Poor students attend public schools, where education quality is generally substandard. As a result, the average number of years spent in school in the northeast is only 5.7, and more than 18 percent of the population can neither read nor write.

Rarely do children graduating from public schools pass the rigorous “vestibular” test, required for entrance to college.

At the Compassion Child Development Center

Compassion serves children in Brazil’s northeastern region through many child development centers. These centers, hosted by local churches, are havens of love and learning for registered children. Here, they receive nutritious meals, hygiene training, and tutoring to attain standard academic milestones. They are also encouraged to develop their talents and abilities. Most important, children learn about God’s love and the gift of salvation in Christ.


Working Through the Local Church

Compassion has established a partnership with local churches in northeastern Brazil to bring hope to the region. Each partnering church has earned a reputation as a safe haven in the community – a place where even the most desperately poor are welcome.

Compassion works with the church to create a child development center where children can go to escape the harsh realities of everyday life. At the center, children receive physical, emotional and spiritual nourishment. Specially trained workers instruct them in everything from personal hygiene to God’s Word. They are introduced to a better way of living and given the tools to create a brighter future for themselves.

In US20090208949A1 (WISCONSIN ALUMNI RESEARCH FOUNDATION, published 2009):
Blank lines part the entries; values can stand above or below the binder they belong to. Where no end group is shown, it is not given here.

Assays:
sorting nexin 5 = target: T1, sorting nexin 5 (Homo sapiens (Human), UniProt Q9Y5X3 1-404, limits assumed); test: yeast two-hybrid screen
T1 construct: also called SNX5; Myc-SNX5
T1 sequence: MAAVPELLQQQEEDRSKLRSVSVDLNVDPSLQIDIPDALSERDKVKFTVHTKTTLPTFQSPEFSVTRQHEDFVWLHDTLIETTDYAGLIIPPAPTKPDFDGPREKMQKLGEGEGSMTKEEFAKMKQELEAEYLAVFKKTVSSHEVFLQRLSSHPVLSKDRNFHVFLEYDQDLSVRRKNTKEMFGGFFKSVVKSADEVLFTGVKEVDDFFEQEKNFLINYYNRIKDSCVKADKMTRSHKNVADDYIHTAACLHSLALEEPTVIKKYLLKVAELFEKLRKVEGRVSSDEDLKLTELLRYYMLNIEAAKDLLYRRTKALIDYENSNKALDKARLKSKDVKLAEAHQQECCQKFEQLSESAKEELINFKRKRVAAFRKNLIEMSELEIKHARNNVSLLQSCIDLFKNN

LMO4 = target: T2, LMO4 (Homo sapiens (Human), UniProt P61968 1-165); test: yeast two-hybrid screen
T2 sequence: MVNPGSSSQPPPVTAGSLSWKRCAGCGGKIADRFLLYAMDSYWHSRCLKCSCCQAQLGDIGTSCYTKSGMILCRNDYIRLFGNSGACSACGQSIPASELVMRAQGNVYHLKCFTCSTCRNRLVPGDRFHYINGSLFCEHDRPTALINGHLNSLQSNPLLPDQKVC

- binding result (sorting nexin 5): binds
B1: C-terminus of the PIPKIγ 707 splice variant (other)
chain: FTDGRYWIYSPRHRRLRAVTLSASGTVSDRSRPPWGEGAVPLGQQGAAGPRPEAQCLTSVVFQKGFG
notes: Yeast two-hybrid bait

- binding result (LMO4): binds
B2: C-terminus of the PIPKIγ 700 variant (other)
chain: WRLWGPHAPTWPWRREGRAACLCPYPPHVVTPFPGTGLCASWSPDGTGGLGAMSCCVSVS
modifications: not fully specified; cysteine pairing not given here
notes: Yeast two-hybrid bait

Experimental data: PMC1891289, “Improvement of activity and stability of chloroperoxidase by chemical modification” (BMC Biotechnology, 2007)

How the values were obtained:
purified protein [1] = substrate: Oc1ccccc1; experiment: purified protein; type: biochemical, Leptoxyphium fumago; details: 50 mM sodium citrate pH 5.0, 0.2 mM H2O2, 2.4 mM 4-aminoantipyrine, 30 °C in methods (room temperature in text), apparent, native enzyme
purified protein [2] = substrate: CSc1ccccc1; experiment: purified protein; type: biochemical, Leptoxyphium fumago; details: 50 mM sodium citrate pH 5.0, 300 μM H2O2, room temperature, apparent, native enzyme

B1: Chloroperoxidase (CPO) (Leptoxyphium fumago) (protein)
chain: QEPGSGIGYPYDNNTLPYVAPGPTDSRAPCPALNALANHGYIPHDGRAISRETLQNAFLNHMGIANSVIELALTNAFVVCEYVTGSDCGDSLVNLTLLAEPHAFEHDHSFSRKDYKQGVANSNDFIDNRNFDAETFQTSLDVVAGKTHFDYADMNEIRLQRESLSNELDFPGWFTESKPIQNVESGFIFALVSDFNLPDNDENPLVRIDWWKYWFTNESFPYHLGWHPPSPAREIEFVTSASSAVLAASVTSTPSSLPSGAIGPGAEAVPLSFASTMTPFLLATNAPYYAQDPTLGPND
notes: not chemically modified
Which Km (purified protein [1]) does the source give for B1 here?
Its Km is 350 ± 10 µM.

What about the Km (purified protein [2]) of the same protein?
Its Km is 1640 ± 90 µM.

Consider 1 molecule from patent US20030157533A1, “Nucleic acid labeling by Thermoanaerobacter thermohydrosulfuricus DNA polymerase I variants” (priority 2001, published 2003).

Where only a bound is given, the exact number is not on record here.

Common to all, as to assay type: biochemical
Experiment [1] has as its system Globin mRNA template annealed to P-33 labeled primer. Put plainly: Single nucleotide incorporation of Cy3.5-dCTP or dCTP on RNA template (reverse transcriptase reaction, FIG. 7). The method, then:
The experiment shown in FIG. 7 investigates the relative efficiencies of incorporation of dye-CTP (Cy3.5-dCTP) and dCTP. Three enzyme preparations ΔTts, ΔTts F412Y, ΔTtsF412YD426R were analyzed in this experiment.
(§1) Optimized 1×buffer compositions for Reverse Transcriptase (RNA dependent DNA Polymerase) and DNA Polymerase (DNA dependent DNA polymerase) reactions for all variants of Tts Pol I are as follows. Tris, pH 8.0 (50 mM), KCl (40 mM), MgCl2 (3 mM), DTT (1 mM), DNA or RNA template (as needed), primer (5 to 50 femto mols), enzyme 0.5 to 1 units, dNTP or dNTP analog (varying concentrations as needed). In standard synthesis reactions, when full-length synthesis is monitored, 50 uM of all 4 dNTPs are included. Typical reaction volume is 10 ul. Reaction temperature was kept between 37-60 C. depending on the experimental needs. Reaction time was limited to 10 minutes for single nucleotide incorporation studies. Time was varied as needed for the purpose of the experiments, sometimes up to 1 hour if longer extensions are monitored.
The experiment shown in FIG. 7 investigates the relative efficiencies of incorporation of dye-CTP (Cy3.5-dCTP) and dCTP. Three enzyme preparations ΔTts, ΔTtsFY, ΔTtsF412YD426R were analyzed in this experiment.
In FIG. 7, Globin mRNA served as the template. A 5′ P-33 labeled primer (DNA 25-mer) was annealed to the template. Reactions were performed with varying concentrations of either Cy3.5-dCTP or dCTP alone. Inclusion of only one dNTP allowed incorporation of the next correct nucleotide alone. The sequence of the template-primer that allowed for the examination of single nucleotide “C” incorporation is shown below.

How Compassion Works in Brazil Compassion in Brazil

Compassion’s work in Brazil began in 1975. The ministry started small, but has grown tremendously, thanks to the generosity of Compassion’s donors. Today more than 37,300 children are registered in 188 child development centers throughout the country. The centers are staffed with caring workers who are trained to meet the physical, emotional, social and spiritual needs of the children. These centers offer hope where little existed before.

The Role of a Partnership Facilitator

The Partnership Facilitator serves as a bridge between Compassion and local churches, drawing on the resources of all to create life-changing ministries for the children of northeastern Brazil. Andrea Cardoso, a Partnership Facilitator in the region, is responsible for 15 centers in the city of Fortaleza. She oversees Compassion’s ministry in each one.

The facilitator helps transform the church into a child development center – a place where children will feel at home. The facilitator helps select and train the staff, familiarizing workers with Compassion’s specially designed curriculum. The facilitator makes sure the children’s physical, emotional and spiritual needs are being addressed. When a program is up and running, the facilitator acts as a troubleshooter, dealing with issues as they arise.


Prayer Requests

  • Pray for the health of children living in unsanitary city slums in the northeast.
  • Pray for the parents and caregivers of Compassion-assisted children who face unemployment or underemployment.
  • Pray that assisted children will advance academically.
  • Pray that children will keep their dreams alive and never lose sight of their God-given potential.
  • Pray for Compassion center staff members, who diligently strive to meet the needs of the children in their care.